William Golding's classic tale about a group of English schoolboys who are plane-wrecked on a deserted island is just as chilling and relevant today as when it was first published in 1954. At first, the stranded boys cooperate, attempting to gather food, make shelters, and maintain signal fires. Overseeing their efforts are Ralph, "the boy with fair hair," and Piggy, Ralph's chubby, wisdom-dispensing sidekick whose thick spectacles come in handy for lighting fires. Although Ralph tries to impose order and delegate responsibility, there are many in their number who would rather swim, play, or hunt the island's wild pig population. Soon Ralph's rules are being ignored or challenged outright. His fiercest antagonist is Jack, the redheaded leader of the pig hunters, who manages to lure away many of the boys to join his band of painted savages.
One Day in the Life of Ivan Denisovich: A Novel (350048)
Aleksandr Solzhenitsyn; Lexile: 900L; multiple books, S
First published in the Soviet journal Novy Mir in 1962, One Day in the Life of Ivan Denisovich stands as a classic of contemporary literature. The story of labor-camp inmate IvanDenisovich Shukhov, it graphically describes his struggle to maintain his dignity in the face of communist oppression.
The Great Gatsby (350262)
F. Scott Fitzgerald; Lexile: 1070L; multiple books, JS
This exemplar novel of the Jazz Age has been acclaimed by generations of readers. The story of the fabulous wealthy Jay Gatsby and his love for the beautiful Daisy Buchanan, of lavish parties on Long Island at the time when THE NEW YORK TIMES noted "gin as the national drink and sex the national obsession," it i an exquisitely crafted tale of America in the 1920s.
One Flew Over the Cuckoo's Nest (350484)
Ken Kesey; Lexile: 1110L; multiple books, S
Boisterous, ribald, and ultimately shattering, Ken Kesey's One Flew Over the Cuckoo's Nest is the seminal novel of the 1960s that has left an indelible mark on the literature of our time. Here is the unforgettable story of a mental ward and its inhabitants, especially the tyrannical Big Nurse Ratched and Randle Patrick McMurphy, the brawling, fun-loving new inmate who resolves to oppose her. We see the struggle through the eyes of Chief Bromden, the seemingly mute half-Indian patient who witnesses and understands McMurphy's heroic attempt to do battle with the awesome powers that keep them all imprisoned.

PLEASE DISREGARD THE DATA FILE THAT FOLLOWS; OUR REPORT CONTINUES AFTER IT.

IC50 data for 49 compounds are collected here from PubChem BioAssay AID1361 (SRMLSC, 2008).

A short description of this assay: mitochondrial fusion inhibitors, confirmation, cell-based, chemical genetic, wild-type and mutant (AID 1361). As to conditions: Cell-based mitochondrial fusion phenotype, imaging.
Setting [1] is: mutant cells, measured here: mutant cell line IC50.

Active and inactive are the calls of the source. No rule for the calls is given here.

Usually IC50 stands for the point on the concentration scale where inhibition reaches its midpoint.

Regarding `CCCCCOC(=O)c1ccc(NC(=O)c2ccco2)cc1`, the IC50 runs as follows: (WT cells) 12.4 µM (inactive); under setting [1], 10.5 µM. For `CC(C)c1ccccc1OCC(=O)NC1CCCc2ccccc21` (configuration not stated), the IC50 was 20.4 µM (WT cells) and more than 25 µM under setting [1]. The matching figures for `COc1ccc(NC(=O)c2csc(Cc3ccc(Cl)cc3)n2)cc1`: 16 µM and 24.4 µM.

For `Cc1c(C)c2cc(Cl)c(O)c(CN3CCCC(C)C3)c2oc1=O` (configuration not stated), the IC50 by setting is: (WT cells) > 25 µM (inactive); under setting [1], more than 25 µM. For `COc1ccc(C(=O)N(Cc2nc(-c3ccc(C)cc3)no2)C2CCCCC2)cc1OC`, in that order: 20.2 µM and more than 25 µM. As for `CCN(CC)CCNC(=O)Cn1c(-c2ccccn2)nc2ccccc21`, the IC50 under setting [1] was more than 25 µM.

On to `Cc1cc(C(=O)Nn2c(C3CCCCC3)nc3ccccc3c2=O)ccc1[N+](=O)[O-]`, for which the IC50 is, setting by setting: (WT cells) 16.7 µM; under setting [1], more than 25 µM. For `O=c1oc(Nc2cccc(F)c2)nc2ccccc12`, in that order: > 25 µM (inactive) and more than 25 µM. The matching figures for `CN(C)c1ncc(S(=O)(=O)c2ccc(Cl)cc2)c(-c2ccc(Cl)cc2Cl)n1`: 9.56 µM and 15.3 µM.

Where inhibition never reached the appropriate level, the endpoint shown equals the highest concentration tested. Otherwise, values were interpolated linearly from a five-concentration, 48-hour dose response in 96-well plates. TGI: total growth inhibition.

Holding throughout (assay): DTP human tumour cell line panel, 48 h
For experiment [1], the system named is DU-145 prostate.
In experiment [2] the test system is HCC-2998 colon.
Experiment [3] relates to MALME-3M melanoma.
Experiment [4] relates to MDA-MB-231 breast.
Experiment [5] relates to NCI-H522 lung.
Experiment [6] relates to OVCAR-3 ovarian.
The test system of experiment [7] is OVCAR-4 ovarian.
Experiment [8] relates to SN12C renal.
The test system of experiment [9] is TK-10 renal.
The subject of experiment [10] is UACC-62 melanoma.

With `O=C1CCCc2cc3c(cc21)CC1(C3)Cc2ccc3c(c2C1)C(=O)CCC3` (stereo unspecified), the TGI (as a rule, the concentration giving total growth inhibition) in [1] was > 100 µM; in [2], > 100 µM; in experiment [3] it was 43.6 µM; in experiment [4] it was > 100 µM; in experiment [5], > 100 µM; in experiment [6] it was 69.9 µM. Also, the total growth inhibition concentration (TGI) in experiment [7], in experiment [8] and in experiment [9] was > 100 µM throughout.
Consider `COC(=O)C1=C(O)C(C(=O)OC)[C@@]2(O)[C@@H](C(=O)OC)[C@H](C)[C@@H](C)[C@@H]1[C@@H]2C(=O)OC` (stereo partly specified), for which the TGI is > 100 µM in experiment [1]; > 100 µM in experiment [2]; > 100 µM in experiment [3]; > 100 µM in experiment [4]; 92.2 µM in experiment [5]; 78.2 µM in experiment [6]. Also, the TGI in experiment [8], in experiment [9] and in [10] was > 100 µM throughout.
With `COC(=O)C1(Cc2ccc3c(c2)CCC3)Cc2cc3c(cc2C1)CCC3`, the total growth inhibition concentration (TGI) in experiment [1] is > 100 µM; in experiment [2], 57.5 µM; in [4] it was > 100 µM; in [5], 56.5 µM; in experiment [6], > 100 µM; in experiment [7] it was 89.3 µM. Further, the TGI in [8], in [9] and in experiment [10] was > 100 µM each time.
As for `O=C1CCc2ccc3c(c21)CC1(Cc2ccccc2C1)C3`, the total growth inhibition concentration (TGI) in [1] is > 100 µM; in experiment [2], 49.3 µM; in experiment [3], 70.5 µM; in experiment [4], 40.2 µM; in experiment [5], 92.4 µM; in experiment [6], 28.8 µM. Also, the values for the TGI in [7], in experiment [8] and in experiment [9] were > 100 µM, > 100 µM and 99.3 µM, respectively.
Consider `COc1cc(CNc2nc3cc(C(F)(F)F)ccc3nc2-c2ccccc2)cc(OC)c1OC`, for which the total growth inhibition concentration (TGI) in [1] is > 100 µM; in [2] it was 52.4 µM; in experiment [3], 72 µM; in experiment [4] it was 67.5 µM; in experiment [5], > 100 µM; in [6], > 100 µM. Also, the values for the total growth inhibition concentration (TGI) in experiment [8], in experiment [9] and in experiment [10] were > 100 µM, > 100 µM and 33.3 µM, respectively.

The Maltese Falcon (350493)
Dashiell Hammett; Lexile: 760L; multiple books, S
A treasure worth killing for. Sam Spade, a slightly shopworn private eye with his own solitary code of ethics. A perfumed grafter named Joel Cairo, a fat man name Gutman, and Brigid OShaughnessy, a beautiful and treacherous woman whose loyalties shift at the drop of a dime. These are the ingredients of Dashiell Hammetts coolly glittering gem of detective fiction, a novel that has haunted three generations of readers.
Death of a Salesman (350547)
Arthur Miller; Lexile: 1320L; multiple books, JS
The powerful drama of Willy Loman & his tragic end. Ever since it was first performed in 1949, Death of a Salesman has been recognized as a milestone of the American theater. In the person of Willy Loman, the aging, failing salesman who makes his living riding on a smile and a shoeshine, Arthur Miller redefined the tragic hero as a man whose dreams are at once insupportably vast and dangerously insubstantial. He has given us a figure whose name has become a symbol for a kind of majestic grandiosity-and a play that compresses epic extremes of humor and anguish, promise and loss, between the four walls of an American living room.
Our Town (350012)
Thorton Wilder; Lexile: NONE; multiple books, JS
First produced and published in 1938, this drama of life in the small village of Grover's Corners has become an American classic and is Thornton Wilder's most renowned and most frequently performed play. Taking as his material three periods in the history of a placid New Hampshire town, Mr. Wilder has transformed the simple events of human life into universal reverie. He has given familiar facts a deeply moving, philosophical perspective.